Huge win for car owners! All TSBs to be made public. The Center for Auto Safety just made the NHTSA (US Government) make public the full text of all TSBs from now on. They are the same organization that has petitioned the NHTSA & filed lawsuits to protect car owners over exploding gas tanks & other major safety issues. Whenever you drive in your car, you are safer thanks in part to a lot of work over the years by this small but very effective consumer advocacy group.

Please take a moment & say thank you by donating $5 or whatever you can to the Center for Auto Safety.


hardly worth mentioning
Crashes / Fires:
0 / 0
Injuries / Deaths:
0 / 0
Average Mileage:
151,000 miles

About These NHTSA Complaints:

This data is from the NHTSA — the US gov't agency tasked with vehicle safety. Complaints are spread across multiple & redundant categories, & are not organized by problem.

So how do you find out what problems are occurring? For this NHTSA complaint data, the only way is to read through the comments below. Any duplicates or errors? It's not us.

1998 Ford F-350 body / paint problems

body / paint problem

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1998 Ford F-350 Owner Comments

problem #1

Oct 072008

F-350 4WD

  • 151,000 miles


This was not a particularly bad incident, but it could very well have been. I consider it a 'close call' from which there is a warning to be heard. The straps holding up the gas tank on my F-150 rusted through, dropping the tank [fortunately at low speed where I could stop fast - even so, another foot or so and I would have burst the tank against a sewer grating]. the tank was rust-free, as were the vertical parts of the straps. I think that the plastic pad between the straps and the tank held water against the strap, rusting it. The pad wraps around the strap, and I believe scooped water thrown by the tires. I suggest either a pad redesign to eliminate this, or that the straps be of stainless. The straps appeared to be intact, but the metal was pretty much converted to rust without changing shape. It is not like the straps were visibly rusted away. I suspect that the pad held the rust in place. I had changed the oil not too long before and noticed nothing wrong. I do not specifically recall looking at the straps, but I do try to look around when I am under the truck just to see if anything is funky. Had I been going at any decent speed, not in a parking lot, I suspect I would have burned to death.... the repair was simple; replace the straps and two plastic vent hose connections that failed. Jacking up the tank [full] and tying it up so the truck could be pulled up on a tiltbed was a hassle, mainly since I did not have the appropriate tools on hand. A simple inspection would have prevented this incident, though it would have to have been more than just a visual inspection; poking the strap with a pick to verify it wasn't all rust just looking like surface rusted metal.. but your system will not take that number, saying it is invalid. It is a 1998 F-150 4WD, extended cab, stick shift, with ac.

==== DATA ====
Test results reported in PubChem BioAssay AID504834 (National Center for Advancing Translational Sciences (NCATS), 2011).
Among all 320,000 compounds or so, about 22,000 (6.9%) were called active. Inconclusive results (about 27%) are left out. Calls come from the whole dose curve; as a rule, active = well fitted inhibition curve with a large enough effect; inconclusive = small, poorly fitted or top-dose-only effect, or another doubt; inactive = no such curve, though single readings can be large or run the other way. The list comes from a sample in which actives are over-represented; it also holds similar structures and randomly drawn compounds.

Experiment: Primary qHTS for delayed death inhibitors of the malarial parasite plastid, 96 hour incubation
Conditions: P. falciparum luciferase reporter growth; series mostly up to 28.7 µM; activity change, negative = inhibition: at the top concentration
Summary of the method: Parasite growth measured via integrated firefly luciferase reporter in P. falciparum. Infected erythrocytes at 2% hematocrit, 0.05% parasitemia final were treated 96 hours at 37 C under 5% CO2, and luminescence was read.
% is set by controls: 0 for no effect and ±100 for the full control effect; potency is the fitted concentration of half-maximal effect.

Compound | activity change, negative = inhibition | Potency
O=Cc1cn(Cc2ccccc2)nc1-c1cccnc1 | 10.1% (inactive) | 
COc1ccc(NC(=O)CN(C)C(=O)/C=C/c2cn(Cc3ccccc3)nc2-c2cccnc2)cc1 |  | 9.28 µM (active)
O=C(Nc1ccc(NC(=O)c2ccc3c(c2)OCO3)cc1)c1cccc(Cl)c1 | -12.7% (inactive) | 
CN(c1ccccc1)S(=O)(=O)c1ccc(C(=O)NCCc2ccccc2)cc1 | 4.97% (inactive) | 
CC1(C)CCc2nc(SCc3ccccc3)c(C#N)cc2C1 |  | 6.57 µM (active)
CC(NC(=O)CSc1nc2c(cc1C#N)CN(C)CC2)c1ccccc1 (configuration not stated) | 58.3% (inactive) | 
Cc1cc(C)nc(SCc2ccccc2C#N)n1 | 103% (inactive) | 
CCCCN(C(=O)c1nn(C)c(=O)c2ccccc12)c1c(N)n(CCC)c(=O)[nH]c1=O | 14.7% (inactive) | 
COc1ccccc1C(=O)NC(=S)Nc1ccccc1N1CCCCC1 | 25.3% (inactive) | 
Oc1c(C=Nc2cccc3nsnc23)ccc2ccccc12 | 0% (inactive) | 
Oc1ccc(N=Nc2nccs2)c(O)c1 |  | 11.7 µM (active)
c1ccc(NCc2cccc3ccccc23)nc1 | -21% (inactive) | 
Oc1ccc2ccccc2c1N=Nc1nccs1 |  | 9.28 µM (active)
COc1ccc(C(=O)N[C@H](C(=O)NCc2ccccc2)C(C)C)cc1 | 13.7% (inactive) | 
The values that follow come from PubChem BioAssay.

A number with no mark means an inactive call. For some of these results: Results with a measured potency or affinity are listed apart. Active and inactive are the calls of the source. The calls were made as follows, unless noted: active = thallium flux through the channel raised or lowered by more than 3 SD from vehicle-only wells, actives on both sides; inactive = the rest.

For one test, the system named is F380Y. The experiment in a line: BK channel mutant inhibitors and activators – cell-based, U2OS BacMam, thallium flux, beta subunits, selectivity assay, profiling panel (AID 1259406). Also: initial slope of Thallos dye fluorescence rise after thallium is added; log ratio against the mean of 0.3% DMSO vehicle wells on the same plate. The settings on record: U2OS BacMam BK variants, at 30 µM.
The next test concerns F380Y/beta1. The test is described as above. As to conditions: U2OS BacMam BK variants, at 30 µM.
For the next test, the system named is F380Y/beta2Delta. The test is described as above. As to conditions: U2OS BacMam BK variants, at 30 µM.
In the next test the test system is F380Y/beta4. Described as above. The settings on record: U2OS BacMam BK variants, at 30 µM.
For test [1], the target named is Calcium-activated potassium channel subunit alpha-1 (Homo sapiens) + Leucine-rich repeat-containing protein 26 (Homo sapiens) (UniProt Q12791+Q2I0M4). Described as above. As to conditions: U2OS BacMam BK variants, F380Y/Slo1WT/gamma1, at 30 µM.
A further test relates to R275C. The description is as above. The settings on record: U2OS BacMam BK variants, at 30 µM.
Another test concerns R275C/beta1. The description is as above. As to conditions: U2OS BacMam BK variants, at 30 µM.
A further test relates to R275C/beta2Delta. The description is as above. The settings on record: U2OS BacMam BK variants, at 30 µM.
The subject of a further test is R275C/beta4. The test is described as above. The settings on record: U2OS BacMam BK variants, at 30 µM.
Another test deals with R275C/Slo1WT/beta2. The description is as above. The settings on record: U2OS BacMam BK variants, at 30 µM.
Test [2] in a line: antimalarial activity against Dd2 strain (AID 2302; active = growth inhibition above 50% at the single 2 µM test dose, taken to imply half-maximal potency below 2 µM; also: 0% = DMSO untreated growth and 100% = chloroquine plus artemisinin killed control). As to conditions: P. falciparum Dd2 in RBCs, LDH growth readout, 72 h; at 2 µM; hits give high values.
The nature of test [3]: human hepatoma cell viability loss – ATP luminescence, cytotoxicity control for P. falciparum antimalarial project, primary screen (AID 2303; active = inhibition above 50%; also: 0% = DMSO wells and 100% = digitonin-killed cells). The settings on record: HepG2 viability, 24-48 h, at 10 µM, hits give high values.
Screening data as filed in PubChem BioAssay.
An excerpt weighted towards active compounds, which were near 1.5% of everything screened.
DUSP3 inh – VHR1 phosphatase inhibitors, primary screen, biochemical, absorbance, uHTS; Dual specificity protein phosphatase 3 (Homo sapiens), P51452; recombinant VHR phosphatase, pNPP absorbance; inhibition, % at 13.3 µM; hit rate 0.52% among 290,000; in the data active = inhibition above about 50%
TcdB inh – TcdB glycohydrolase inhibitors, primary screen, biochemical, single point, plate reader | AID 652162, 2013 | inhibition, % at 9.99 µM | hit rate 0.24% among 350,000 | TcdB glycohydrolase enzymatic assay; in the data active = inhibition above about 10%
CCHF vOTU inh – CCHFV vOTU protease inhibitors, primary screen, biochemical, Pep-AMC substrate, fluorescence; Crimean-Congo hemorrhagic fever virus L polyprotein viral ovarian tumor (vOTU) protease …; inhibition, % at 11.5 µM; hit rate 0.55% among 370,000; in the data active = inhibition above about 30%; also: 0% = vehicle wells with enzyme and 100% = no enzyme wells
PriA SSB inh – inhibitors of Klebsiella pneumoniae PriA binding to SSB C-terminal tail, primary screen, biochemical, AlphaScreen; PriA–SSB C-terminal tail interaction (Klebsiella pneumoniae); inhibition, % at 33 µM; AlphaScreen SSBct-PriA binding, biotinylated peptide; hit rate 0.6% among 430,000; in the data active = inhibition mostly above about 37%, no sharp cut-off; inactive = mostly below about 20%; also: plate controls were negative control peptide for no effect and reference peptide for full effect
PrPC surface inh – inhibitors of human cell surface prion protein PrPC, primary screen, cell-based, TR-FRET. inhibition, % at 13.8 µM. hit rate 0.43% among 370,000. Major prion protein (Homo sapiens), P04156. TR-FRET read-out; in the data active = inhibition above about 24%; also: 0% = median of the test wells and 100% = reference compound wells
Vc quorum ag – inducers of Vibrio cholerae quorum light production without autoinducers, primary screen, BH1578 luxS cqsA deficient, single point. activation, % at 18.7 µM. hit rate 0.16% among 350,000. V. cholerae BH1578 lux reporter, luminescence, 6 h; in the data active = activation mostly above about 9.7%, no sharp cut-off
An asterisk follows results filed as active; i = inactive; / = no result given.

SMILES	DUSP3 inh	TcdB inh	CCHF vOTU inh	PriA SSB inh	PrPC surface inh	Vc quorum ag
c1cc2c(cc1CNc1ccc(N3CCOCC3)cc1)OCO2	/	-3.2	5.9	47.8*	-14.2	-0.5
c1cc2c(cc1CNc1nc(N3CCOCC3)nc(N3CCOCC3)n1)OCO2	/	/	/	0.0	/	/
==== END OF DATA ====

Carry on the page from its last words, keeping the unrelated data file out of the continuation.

- Port Clinton, OH, USA

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